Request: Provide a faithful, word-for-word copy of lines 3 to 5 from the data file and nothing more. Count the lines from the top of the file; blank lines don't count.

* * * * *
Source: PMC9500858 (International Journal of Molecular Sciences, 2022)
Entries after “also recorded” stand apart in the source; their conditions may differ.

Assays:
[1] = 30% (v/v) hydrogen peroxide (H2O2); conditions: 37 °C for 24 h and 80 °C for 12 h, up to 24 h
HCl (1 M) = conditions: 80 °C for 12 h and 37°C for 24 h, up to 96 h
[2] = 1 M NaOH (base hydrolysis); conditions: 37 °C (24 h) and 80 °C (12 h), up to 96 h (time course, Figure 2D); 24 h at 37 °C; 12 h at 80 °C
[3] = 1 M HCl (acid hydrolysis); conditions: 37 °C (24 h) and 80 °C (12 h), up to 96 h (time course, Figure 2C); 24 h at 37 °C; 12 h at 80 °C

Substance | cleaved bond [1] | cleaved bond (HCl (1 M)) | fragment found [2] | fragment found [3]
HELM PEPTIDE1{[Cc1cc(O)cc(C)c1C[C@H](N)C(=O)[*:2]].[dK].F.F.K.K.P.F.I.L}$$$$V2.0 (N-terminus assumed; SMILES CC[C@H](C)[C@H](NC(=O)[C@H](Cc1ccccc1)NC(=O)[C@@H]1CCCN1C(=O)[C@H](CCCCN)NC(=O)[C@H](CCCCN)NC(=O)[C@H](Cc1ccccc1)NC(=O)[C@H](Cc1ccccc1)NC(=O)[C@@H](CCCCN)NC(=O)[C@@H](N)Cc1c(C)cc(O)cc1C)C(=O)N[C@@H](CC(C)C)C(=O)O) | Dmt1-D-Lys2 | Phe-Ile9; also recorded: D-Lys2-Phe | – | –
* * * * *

Assays:
[1] = 30% (v/v) hydrogen peroxide (H2O2); conditions: 37 °C for 24 h and 80 °C for 12 h, up to 24 h
HCl (1 M) = conditions: 80 °C for 12 h and 37°C for 24 h, up to 96 h